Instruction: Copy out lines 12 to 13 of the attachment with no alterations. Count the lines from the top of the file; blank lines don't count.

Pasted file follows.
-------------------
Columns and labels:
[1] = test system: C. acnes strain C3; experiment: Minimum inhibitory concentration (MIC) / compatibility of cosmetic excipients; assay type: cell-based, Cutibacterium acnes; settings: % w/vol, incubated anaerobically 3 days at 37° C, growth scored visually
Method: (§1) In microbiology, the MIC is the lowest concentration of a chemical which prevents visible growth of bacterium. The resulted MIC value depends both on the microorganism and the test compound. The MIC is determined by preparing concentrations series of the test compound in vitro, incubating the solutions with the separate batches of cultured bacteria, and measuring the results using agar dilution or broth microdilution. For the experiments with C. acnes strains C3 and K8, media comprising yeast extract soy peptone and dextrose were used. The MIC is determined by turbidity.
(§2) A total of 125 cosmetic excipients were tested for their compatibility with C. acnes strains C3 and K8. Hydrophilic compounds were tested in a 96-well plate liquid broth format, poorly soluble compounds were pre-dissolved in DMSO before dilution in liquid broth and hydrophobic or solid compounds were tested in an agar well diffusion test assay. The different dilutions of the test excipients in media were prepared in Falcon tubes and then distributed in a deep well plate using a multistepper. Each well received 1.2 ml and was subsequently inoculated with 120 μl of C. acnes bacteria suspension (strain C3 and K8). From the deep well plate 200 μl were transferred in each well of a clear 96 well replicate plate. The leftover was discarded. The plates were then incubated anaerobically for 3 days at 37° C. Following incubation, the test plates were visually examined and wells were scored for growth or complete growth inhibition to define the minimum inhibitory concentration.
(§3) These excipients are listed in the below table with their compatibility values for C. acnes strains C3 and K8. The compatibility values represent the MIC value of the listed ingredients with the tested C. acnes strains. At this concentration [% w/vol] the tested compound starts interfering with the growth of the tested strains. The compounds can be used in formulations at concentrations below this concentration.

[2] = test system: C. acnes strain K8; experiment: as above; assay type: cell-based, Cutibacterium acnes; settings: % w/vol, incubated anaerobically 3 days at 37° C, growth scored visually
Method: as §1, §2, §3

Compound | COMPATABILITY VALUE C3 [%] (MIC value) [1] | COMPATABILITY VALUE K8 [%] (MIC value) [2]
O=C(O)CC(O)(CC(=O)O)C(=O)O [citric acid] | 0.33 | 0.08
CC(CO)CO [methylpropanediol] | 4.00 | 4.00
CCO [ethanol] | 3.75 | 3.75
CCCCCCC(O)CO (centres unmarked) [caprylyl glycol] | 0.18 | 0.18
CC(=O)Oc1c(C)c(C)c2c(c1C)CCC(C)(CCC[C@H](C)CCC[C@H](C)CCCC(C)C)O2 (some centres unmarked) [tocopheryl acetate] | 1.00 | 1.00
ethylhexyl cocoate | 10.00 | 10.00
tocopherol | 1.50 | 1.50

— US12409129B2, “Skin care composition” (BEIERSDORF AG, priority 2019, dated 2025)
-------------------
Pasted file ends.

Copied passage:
CCCCCCC(O)CO (centres unmarked) [caprylyl glycol] | 0.18 | 0.18
CC(=O)Oc1c(C)c(C)c2c(c1C)CCC(C)(CCC[C@H](C)CCC[C@H](C)CCCC(C)C)O2 (some centres unmarked) [tocopheryl acetate] | 1.00 | 1.00